Call me a cynic, but I’ve always believed there’s no such thing as perfect.
Even in this most dazzling of seasons, there
This defeat was one of them, largely because it was entirely preventable.
I’m not going to bash Sean Dyche’s side, they know their limitations and play to their strengths.
But even the most ardent of Clarets will know this result flattered them.
The first goal was an absolute gift, with the home side profiting from
The second was well hit by Dwight McNeil, but the teenager was met with little opposition during the buildup.
But the most generous aspect of Wolves performance was the predictability of their attacking play, which played right into Burnley’s hands.
The absence of Raul Jimenez for most of the game was an undoubted hinderance, with the team sorely missing its talismanic focal point.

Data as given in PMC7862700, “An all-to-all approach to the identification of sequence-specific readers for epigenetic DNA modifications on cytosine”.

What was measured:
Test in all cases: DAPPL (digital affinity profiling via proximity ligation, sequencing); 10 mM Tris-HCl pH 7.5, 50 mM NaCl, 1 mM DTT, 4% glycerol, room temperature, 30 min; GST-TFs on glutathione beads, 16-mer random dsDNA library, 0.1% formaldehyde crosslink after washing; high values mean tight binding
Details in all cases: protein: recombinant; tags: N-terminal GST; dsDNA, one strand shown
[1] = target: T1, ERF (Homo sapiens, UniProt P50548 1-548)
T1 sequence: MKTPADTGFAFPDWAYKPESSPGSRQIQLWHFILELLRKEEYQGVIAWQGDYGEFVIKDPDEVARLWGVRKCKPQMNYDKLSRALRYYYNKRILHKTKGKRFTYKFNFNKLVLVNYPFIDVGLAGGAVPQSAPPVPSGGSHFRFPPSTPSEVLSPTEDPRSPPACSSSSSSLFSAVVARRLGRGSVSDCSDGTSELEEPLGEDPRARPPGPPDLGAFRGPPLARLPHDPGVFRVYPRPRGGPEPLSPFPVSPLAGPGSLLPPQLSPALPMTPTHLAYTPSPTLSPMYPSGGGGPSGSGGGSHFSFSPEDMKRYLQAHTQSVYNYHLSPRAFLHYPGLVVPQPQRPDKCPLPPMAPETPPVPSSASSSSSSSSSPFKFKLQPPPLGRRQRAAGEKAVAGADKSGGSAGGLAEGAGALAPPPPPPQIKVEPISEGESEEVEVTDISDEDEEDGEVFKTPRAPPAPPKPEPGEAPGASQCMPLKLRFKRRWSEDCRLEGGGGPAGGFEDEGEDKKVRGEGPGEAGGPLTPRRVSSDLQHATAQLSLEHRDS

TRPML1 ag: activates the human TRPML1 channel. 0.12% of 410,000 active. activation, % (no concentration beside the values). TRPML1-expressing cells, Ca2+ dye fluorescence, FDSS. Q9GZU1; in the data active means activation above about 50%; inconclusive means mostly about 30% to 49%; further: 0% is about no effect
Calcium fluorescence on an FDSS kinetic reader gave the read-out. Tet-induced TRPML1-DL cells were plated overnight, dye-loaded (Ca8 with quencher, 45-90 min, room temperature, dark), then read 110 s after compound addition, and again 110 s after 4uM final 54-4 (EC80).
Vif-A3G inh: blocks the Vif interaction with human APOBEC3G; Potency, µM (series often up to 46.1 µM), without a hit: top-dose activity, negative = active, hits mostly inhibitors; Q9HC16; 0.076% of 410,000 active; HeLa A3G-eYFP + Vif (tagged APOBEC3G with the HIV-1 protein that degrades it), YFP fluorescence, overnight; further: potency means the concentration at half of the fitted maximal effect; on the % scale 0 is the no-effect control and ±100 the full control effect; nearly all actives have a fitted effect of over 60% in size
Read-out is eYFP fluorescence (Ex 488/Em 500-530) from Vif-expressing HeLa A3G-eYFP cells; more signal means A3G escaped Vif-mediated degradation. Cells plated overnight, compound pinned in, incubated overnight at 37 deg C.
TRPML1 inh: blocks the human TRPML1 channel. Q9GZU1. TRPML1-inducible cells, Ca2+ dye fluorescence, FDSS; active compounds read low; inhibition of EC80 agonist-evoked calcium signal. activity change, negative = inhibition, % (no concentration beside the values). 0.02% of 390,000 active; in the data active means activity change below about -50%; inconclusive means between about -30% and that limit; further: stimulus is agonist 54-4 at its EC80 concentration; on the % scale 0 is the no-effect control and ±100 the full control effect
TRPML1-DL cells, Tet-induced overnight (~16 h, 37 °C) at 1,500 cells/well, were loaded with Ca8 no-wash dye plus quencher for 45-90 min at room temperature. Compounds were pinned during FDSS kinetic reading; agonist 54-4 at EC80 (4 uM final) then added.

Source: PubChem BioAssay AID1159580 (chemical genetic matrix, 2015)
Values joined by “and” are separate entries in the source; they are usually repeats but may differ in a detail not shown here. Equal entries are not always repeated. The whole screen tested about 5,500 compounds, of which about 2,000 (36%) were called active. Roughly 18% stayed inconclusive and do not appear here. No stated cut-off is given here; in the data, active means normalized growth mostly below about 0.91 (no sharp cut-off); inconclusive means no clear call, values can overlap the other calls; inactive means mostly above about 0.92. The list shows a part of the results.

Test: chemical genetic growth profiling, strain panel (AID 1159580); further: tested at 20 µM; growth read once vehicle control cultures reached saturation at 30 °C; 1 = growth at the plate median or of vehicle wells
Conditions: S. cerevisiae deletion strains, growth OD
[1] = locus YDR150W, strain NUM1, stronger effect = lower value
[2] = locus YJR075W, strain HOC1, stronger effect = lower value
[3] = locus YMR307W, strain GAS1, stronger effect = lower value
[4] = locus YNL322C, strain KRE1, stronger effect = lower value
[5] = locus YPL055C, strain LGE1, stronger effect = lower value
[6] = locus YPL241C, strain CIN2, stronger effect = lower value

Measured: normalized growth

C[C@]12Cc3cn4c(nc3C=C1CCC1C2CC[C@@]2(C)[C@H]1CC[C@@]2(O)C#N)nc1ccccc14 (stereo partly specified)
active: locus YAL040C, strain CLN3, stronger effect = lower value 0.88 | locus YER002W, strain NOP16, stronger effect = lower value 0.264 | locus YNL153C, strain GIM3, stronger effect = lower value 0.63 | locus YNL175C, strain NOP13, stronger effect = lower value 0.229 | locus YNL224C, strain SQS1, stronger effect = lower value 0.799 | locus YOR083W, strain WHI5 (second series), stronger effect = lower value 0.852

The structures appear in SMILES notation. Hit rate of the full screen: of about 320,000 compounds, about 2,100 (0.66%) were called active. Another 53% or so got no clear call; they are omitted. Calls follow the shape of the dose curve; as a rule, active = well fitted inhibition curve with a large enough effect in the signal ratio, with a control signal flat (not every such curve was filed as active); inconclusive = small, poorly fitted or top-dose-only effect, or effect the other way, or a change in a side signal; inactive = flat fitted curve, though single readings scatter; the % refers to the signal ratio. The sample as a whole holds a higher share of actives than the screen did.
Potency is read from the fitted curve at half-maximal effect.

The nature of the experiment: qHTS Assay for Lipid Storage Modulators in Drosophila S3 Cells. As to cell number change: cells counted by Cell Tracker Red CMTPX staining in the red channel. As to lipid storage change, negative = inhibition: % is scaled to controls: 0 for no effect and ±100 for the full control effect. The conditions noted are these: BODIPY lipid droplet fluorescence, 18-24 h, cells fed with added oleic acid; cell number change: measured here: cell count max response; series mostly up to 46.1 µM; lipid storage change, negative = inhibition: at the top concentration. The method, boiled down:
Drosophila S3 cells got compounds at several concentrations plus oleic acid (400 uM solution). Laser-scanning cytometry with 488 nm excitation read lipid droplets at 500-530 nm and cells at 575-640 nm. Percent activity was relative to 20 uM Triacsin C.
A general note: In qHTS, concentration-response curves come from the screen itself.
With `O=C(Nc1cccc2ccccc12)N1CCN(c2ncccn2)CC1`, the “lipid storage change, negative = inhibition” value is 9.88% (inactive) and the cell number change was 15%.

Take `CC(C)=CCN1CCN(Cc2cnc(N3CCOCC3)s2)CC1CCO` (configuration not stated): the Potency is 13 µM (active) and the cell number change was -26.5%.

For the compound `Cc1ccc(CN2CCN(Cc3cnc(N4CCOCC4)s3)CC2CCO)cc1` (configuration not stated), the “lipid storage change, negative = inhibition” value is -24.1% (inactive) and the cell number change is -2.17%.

With Diogo Jota out of sorts and Ivan Cavaleiro failing to impress, Ben Mee and James Tarkowski were able to dominate.
And while we certainly dominated possession, by the end of the game Tom Heaton had made only one save of note.
That’s disappointing and, while we have what’s sure to be a glorious day out at Wembley to look forward to, we’ll need to improve in these type of games if we’re serious about cracking the top six in the near future.
Four of the bottom six have put us to the sword on their own turf and Nuno will know that can’t be the case next season.
Still, a few bad results can’t undo the fact that it’s been a tremendous first season back in the top flight and won’t hamper anyone’s enthusiasm for next weeks semi-final.